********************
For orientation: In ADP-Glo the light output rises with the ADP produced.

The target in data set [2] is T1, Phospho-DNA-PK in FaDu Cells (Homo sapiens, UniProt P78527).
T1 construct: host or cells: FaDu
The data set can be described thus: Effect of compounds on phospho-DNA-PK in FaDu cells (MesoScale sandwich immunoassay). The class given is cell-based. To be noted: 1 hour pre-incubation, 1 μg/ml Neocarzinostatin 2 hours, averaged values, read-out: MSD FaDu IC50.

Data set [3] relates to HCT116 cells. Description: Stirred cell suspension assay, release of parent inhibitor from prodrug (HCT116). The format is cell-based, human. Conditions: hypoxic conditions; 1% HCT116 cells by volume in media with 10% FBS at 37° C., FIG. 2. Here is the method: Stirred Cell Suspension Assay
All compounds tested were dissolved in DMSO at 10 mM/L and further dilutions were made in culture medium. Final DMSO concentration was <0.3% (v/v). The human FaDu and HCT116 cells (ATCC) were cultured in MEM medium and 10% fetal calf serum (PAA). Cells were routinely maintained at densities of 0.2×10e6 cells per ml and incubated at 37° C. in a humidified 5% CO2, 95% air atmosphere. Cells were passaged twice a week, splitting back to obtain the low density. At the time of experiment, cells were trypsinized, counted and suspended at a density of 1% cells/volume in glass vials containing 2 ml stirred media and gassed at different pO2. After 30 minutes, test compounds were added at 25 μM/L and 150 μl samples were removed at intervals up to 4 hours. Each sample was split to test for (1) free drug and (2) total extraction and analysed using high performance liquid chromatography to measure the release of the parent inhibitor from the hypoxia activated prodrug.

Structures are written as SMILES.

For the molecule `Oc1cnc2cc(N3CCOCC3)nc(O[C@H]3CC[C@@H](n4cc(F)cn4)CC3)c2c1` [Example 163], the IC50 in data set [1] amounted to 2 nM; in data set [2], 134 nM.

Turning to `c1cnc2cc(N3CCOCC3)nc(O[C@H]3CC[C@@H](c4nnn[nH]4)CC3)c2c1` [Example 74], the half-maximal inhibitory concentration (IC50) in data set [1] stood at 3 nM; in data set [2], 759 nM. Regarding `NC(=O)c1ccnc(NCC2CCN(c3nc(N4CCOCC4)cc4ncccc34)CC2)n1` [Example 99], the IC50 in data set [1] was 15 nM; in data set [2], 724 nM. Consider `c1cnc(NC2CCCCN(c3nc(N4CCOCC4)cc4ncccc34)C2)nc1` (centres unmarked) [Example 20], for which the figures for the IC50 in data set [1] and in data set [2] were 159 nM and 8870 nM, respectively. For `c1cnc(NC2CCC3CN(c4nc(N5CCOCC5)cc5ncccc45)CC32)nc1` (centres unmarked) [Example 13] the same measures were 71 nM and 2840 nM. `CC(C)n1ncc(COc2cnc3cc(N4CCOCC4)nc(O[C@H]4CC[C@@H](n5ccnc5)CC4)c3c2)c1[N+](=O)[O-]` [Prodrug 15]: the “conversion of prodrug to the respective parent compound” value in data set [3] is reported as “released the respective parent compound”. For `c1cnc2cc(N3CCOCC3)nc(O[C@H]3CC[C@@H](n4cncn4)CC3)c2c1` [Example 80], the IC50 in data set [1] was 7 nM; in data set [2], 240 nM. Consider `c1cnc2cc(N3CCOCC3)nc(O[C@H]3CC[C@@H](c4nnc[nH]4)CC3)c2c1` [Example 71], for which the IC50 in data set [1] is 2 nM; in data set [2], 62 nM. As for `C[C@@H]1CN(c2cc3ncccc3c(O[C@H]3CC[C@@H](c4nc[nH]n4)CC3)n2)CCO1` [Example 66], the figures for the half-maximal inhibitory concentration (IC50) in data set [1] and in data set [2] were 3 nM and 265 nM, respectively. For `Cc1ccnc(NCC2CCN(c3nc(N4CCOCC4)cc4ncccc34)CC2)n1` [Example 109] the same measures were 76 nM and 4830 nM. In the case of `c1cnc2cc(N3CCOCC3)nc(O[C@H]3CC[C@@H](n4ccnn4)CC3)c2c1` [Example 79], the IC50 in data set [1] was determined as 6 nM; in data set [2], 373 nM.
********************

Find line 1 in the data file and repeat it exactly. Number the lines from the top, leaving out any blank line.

For orientation: In ADP-Glo the light output rises with the ADP produced.